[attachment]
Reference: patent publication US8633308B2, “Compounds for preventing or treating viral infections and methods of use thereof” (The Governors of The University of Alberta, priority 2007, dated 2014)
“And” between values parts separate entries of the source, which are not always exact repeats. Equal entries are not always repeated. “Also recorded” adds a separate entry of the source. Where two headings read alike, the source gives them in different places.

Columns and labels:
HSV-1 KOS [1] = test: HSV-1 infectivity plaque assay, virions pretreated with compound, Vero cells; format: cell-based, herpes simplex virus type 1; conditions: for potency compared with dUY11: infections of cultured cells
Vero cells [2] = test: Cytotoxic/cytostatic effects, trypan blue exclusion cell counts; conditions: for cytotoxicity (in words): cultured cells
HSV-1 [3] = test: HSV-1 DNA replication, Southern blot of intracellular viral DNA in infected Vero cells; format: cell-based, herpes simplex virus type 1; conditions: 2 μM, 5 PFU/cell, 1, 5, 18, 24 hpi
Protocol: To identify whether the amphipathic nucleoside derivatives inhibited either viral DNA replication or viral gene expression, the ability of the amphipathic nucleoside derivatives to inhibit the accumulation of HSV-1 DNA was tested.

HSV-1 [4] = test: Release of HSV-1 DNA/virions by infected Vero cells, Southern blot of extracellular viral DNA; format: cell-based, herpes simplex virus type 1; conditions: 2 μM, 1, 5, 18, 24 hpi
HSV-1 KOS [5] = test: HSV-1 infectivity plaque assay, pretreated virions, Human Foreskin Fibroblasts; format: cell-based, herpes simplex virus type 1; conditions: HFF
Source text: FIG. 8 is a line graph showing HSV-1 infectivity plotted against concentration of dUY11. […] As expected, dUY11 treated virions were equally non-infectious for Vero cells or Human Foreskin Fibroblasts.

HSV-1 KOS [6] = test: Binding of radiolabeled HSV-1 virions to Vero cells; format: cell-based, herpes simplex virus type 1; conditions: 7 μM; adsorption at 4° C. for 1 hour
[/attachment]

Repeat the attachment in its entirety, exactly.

Reference: patent publication US8633308B2, “Compounds for preventing or treating viral infections and methods of use thereof” (The Governors of The University of Alberta, priority 2007, dated 2014)
“And” between values parts separate entries of the source, which are not always exact repeats. Equal entries are not always repeated. “Also recorded” adds a separate entry of the source. Where two headings read alike, the source gives them in different places.

Columns and labels:
HSV-1 KOS [1] = test: HSV-1 infectivity plaque assay, virions pretreated with compound, Vero cells; format: cell-based, herpes simplex virus type 1; conditions: for potency compared with dUY11: infections of cultured cells
Vero cells [2] = test: Cytotoxic/cytostatic effects, trypan blue exclusion cell counts; conditions: for cytotoxicity (in words): cultured cells
HSV-1 [3] = test: HSV-1 DNA replication, Southern blot of intracellular viral DNA in infected Vero cells; format: cell-based, herpes simplex virus type 1; conditions: 2 μM, 5 PFU/cell, 1, 5, 18, 24 hpi
Protocol: To identify whether the amphipathic nucleoside derivatives inhibited either viral DNA replication or viral gene expression, the ability of the amphipathic nucleoside derivatives to inhibit the accumulation of HSV-1 DNA was tested.

HSV-1 [4] = test: Release of HSV-1 DNA/virions by infected Vero cells, Southern blot of extracellular viral DNA; format: cell-based, herpes simplex virus type 1; conditions: 2 μM, 1, 5, 18, 24 hpi
HSV-1 KOS [5] = test: HSV-1 infectivity plaque assay, pretreated virions, Human Foreskin Fibroblasts; format: cell-based, herpes simplex virus type 1; conditions: HFF
Source text: FIG. 8 is a line graph showing HSV-1 infectivity plotted against concentration of dUY11. […] As expected, dUY11 treated virions were equally non-infectious for Vero cells or Human Foreskin Fibroblasts.

HSV-1 KOS [6] = test: Binding of radiolabeled HSV-1 virions to Vero cells; format: cell-based, herpes simplex virus type 1; conditions: 7 μM; adsorption at 4° C. for 1 hour